Tuesday, 25 June 2013

Survey - LGBT & religion

The Pew Research Centre in the US has done a very interesting study about religion and the LGBT community. It's findings aren't at all surprising given the amount of shit we continually have to cop regularly from religion. I mean seriously, it can be a long struggle for many LGBT's against depression, rejection, even sheer hatred directed squarely at them simply because of who they are. It's not easy, and the gay community has not only had to deal with mental health issues arising from this treatment, but seeing members of their communities end their lives because of what religion has told them. 

In such an environment, to hear the Christian catch cry "We love you"  reeks of insincerity and falls on angry ears. We push back.....

Now the attitudes and thinking of LGBT people on religion has been thoroughly researched by the Pew Centre. These are some of the results. 
The new Pew Research survey asked LGBT respondents to rate six religions or religious institutions as friendly, neutral or unfriendly toward the LGBT population. By overwhelming margins, most rate all six as more unfriendly than friendly. About eight-in-ten LGBT respondents say the Muslim religion, the Mormon Church and the Catholic Church are unfriendly toward them, while one-in-ten or fewer say each of these religious institutions is friendly toward them. Similarly, about three-quarters of LGBT adults (73%) say that evangelical churches are unfriendly toward them, about a fifth (21%) consider these churches neutral and just 3% say evangelical churches are friendly toward the lesbian, gay, bisexual and transgender population. By comparison, fewer LGBT adults see the Jewish religion and non-evangelical (mainline) Protestant churches as unfriendly toward them, but more say each is unfriendly rather than friendly by a large margin. And about three-in-ten LGBT adults (29%) say they personally have “been made to feel unwelcome at a place of worship or religious organization,” as detailed in Chapter 2 on social acceptance. more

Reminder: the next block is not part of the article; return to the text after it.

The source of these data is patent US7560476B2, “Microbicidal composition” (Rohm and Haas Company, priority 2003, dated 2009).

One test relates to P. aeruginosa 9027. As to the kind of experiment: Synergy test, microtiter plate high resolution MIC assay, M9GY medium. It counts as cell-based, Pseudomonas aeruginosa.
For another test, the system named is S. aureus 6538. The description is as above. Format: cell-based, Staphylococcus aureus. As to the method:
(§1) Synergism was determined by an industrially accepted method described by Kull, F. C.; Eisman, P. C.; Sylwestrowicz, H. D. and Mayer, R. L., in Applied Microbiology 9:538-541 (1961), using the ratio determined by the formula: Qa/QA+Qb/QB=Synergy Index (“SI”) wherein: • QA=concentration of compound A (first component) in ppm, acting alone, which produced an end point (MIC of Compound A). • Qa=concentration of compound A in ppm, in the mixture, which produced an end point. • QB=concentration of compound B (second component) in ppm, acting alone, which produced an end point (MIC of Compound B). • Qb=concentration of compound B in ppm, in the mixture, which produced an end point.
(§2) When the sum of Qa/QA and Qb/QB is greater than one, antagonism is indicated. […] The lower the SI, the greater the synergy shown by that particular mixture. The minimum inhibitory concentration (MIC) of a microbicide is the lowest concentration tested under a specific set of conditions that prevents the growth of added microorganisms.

Many LBGT adults see major religious institutions as unfriendly toward them. And as shown in Chapter 2 on social acceptance, about three-in-ten LGBT adults (29%) say they personally have been made to feel unwelcome in a church or religious organization. 
More than eight-in-ten LGBT adults surveyed say the Muslim religion (84%) is unfriendly to those who are lesbian, gay, bisexual or transgender, while less than 1% say the Muslim religion is friendly and 13% consider it neutral. Perceptions of the Mormon Church are similar, with 83% of LGBT respondents saying the Mormon Church is unfriendly toward them. About eight-in-ten (79%) consider the Catholic Church unfriendly, and 73% say the same about evangelical churches. By comparison, the Jewish religion and non-evangelical (mainline) Protestant churches are seen as less hostile, although many more LGBT adults consider these institutions to be unfriendly than friendly toward them. Roughly half of the LGBT adults surveyed say the Jewish religion (47%) is unfriendly toward the LGBT population, just one-in-ten say the Jewish religion is friendly and about four-in-ten (41%) say it is neutral. Perceptions of non-evangelical Protestant churches are similar; 44% of LGBT adults say these churches are unfriendly, 10% say they are friendly and 43% say they are neutral. more
No shit Sherlock. 

Apart from simply driving people away from their so called message of love about a fairy tail (ie. Jesus and god), it's also making the churches increasingly irrelevant in the modern world. Slapping your hands over your ears and Bible thumping isn't a recipe for a lasting relationship with gay people, to put it mildly.

Or perhaps I could quote Alan Chambers in an interview about his closing of the Exodus gay reparative therapy organisation:
I don't know many pastors or leaders who have sat and listened to people who have been hurt. Many of them shared stories about Exodus. Many of them, people that I had never met, who went through a various ministry or worked with a counselor or people who had been hurt by the church. And I don't know many Christians who sit down and listen to that and really own the burden of the hurt that we have caused through words we've used or things we've believed or things like that. And I think it really is time for the church to turn around and listen to the people who are screaming with fever pitch about the things that the church has done to hurt them, because there are those things, and we must own them. If we're ever going to be credible, if we're ever going to be taken seriously, if we're ever going to compel people toward the good news of the Gospel we have to be willing to make amends and say we're sorry and listen to people scream at us without screaming back. more

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